For the most part, Thursday Night Football in Week 13 looks pretty clean-cut for fantasy football managers. With some stud names and seemingly clear backfield situations, the options for this week appear obvious. However, that doesn’t mean we can’t get some surprises in the form of backup RBs Rico Dowdle and Kenny McIntosh.
Let’s take a look at whether Dowdle or McIntosh could be a fantasy option in Week 13, and whether either is worth risking in lineups this week.
Should You Start Rico Dowdle or Kenny McIntosh in Week 13?
In Pro Football Network’s Start/Sit Optimizer, our Consensus Rankings say that, between the two, Dowdle is the player to start. His projected 7.3 fantasy points in PPR scoring include 41.4 rushing yards, one reception, and around five receiving yards. His projected stat line outperforms McIntosh’s consensus projections (3.5 points) by a reasonably significant amount.
My ranking for these two running backs aligns with the consensus. Dowdle has a more clearly defined role within the Dallas Cowboys offense than McIntosh, who has yet to touch the ball on offense in an NFL game. However, in a 12-team league, even with six teams on a bye, you hopefully don’t need to gamble on either back this week.
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Dowdle has had some nice games, but for the most part, any fantasy relevance will be touchdown-dependent. Meanwhile, we have no idea whether McIntosh will even touch the ball. The signs seem to point that Kenneth Walker III is doubtful to play, but it could be another ramp-up week like we saw on Thanksgiving.
Dowdle’s Fantasy Outlook in Week 13
Dowdle has been a tricky RB to work out for fantasy purposes this year. He has had a couple of really big games in terms of fantasy points, but they’ve mostly been touchdown-dependent. The third-year RB out of South Carolina has only topped 50 combined yards on one occasion this year and has gone over 40 yards on just two others.
It’s hard to even say he’s a consistent PPR option. Dowdle has 10 receptions in 11 games this year and was not targeted in three of the past six games. In all likelihood, it’s going to take either a touchdown or a Tony Pollard injury to make him fantasy-relevant this week. Neither of those you can count on.
If you’re desperate for an option on Thursday Night Football, Dowdle is arguably a safer play than McIntosh. However, outside of deep leagues where any RB that may touch the ball carries value, it’s hard to start him with any confidence in Week 13.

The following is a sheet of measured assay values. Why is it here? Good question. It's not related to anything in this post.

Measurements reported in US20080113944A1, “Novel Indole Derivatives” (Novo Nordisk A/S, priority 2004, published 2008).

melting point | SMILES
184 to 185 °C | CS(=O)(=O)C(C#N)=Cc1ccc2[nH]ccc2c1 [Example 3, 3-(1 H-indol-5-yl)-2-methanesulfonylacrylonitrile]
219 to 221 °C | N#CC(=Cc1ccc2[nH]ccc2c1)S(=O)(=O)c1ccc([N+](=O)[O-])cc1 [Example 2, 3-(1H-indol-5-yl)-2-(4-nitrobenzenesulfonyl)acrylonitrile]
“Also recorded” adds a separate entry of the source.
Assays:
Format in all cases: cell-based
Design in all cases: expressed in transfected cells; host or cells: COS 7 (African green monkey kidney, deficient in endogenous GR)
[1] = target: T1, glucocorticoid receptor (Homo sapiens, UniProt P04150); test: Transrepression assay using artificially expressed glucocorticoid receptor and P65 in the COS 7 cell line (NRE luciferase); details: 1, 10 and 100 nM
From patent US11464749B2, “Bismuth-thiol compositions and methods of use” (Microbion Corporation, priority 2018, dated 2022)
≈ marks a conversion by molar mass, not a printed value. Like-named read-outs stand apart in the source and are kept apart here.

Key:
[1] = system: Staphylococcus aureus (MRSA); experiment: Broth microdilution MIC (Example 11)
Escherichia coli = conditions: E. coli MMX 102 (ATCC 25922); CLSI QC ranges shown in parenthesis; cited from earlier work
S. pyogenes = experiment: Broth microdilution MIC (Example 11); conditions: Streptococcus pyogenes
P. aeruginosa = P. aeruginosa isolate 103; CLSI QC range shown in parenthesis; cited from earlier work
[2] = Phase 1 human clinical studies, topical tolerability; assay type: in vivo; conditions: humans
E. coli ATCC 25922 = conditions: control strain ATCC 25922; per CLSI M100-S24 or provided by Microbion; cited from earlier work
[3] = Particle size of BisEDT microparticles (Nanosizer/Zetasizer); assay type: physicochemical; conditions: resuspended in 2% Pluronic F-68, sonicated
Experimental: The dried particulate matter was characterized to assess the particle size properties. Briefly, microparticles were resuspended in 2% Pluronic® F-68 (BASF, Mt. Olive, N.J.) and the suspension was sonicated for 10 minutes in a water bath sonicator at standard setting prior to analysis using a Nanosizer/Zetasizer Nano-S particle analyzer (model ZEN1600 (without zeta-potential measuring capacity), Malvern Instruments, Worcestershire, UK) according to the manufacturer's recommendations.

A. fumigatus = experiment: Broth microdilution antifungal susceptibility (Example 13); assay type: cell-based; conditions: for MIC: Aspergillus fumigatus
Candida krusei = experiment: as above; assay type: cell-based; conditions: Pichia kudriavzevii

McIntosh’s Fantasy Outlook in Week 13
In projecting McIntosh, we’re getting into the area of speculation. It’s clear the Seattle Seahawks‘ coaching staff seems to like the seventh-round rookie out of Georgia. They likely would not have stuck with him to this point through his injury and subsequent return otherwise. Yet, we have no idea if that will result in 5-10 carries, more than that, or nothing this week.
Head coach Pete Carroll was asked about McIntosh on Tuesday, and he gave a mixed answer about how the rookie is developing.
“We continue to see how precise he is with his runs; he reads the line of scrimmage really well. We just needed more turns in order to see him, and we kind of elevated his sense for the running game. It was really obvious this week. He did a really nice job.”
For those of you who don’t speak Carroll, that’s basically a stock answer where he commits to nothing and praises a player while offering areas for improvement at the same time. Essentially, it told us little as to whether McIntosh might get snaps with the offense this week.
One major warning for fantasy managers is that McIntosh is not the same type of back as other rookies we’ve seen succeed this year, such as Keaton Mitchell and De’Von Achane. That pairing has done their damage with speed. Both were in the 4.3-second region during their 40-yard dash, while McIntosh was in the 4.6 region.
That’s not to say McIntosh cannot succeed in the NFL. But his value looks more set to come from bruising runs than break-away speed.
That doesn’t diminish the possibility for huge value from McIntosh. Derrick Henry only ran a 4.54-second 40-yard dash, which is less than 0.1 of a second faster than McIntosh. It just might be more dependent on touchdowns and breaking tackles with force than the pure speed of Achane and Mitchell.